The Thief Collector is not what you might expect. Yes, it is yet another sensational art heist documentary (a descriptor that may make museum administrators cringe) but the theft of a multi-million-dollar painting is only the entry point into the film. The true mystery at its heart isn’t about the theft — it’s about the thieves.
A seemingly docile band teacher and a speech pathologist from New York City, Jerry and Rita Alter live for the adventurous international trips they take every few months. The couple goes away for weeks at a time to “exotic” locales and comes home with souvenir tchotchkes, artifacts, artworks, and epic slideshows that test the patience of their friends and family. Outside their extended holidays, the Alters affect a modest presence, and no one questions how they fund their extravagant vacation habit on two public school educators’ salaries.
Upon retiring, they move to the tiny town of Cliff in New Mexico’s sparsely populated southwest corner, not far from Tucson. On Black Friday, 1985, the Alters visit the University of Arizona Museum of Art (UAMA) and commit one of the most audacious art thefts in recent memory.
The Thief Collector, directed by Emmy-winning documentarian Allison Otto, begins with the 2017 sale of the Alter’s estate and the story of how the unwitting owner of Silver City, New Mexico-based Manzanita Ridge Furniture and Antiques, David Van Auker, came into possession of “Woman-Ochre” (1955), a Willem de Kooning painting worth an estimated $160 million that went missing from the UAMA 32 years prior. When a customer at Manzanita Ridge notices the painting and asks if it is a real de Kooning, Van Auker realizes what he has and is eager to return it.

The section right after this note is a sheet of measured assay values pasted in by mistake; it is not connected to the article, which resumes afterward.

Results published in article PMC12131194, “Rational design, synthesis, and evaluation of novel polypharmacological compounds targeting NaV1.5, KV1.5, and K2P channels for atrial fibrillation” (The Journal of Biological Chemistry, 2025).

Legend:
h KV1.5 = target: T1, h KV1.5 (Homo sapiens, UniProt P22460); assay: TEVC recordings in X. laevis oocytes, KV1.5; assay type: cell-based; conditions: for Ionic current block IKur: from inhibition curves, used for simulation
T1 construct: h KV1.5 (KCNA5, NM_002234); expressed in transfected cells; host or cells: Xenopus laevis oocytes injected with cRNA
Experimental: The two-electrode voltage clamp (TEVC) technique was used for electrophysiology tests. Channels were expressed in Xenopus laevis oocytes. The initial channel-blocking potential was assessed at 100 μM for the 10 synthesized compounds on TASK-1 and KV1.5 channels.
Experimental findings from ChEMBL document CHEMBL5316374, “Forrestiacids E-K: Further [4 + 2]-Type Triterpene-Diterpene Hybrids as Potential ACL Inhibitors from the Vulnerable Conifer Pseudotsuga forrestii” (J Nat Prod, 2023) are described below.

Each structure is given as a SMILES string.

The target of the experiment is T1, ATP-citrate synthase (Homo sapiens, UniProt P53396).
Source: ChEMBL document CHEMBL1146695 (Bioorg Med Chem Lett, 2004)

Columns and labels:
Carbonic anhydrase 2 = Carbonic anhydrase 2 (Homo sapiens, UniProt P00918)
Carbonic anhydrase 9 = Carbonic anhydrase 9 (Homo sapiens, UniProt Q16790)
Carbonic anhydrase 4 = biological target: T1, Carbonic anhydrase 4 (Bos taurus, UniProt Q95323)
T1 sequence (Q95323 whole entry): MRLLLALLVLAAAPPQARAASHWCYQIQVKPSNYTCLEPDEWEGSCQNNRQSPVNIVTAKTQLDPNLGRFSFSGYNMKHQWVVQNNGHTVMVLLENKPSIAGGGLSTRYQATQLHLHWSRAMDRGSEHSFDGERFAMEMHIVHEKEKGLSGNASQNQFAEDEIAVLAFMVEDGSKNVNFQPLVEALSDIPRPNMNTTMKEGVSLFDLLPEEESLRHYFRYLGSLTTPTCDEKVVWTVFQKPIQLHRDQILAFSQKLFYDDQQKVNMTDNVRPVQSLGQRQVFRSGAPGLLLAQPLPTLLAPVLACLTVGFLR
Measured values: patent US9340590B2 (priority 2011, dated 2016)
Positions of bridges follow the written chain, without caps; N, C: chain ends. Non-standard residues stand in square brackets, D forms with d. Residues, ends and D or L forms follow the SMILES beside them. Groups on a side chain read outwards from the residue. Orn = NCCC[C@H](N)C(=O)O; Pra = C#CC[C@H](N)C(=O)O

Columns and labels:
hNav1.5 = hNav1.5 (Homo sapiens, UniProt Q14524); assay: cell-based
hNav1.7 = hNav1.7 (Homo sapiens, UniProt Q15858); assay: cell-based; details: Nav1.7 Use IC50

The painting is returned to UAMA and then sent to Los Angeles’s J. Paul Getty Museum for restoration. What follows is a series of strange twists suggesting the de Kooning theft wasn’t the Alters’ only — or most sinister — crime.
In her research, Otto discovered a manuscript that reads like a confession with a side of fantasy. In 2011, Jerry Alter self-published a text-book-sized collection of short travel stories called The Cup and the Lip (perhaps derived from the saying ‘there’s many a slip ’twixt the cup and the lip’ which is roughly equivalent to ‘don’t count your chickens before they’ve hatched’). In the preface to the text, Jerry says he “worked to maintain a connection with reality” by basing his tales around personal experiences.
The Cup and the Lip becomes a source for speculation about the Alters’ alter-egos. The film’s latter half presents several theories about the couple’s potential dirty deeds, backed by too-convenient coincidences. The theories are scandalous and juicy, but since the deceased couple can’t be interrogated, nothing can be confirmed.
Glen Howerton (It’s Always Sunny in Philadelphia) and Sarah Minnich (Better Call Saul) ham it up in a series of madcap recreations of the Alters’ alleged escapades. These scenes — a delightful disruption in a film that gets progressively darker by the moment — are composed with a Wes Anderson-esque flair, illustrating the capricious self-aggrandizing elements of Jerry Alter’s autofictions.
The Thief Collector is an entertaining and intriguing film that will alternately have audiences laughing, cringing, and indulging in conjecture about the UAMA theft and the thieves behind it. The story of Jerry and Rita is unfinished and likely unfinishable. Still, the cliffhanger conclusion of this part-thriller-part-documentary will surely inspire more questions about the ostensibly quiet couple hiding dark secrets in the New Mexico desert.
The Thief Collector will be released in early 2023.